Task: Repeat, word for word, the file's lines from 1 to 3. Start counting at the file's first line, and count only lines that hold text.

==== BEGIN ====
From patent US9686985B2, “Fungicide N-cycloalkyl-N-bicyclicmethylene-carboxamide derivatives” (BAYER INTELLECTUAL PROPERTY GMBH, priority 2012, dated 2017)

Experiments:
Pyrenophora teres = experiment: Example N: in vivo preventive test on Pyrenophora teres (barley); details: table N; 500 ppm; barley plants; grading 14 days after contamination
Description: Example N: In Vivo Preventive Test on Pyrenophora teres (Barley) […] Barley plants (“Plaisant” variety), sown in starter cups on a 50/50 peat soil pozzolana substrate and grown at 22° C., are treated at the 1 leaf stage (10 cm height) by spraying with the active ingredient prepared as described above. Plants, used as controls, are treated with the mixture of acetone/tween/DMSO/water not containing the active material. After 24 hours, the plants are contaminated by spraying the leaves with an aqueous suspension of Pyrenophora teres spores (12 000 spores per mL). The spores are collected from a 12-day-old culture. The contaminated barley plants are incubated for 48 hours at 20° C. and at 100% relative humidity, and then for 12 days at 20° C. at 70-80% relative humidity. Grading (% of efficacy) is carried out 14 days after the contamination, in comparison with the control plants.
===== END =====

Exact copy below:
From patent US9686985B2, “Fungicide N-cycloalkyl-N-bicyclicmethylene-carboxamide derivatives” (BAYER INTELLECTUAL PROPERTY GMBH, priority 2012, dated 2017)

Experiments:
Pyrenophora teres = experiment: Example N: in vivo preventive test on Pyrenophora teres (barley); details: table N; 500 ppm; barley plants; grading 14 days after contamination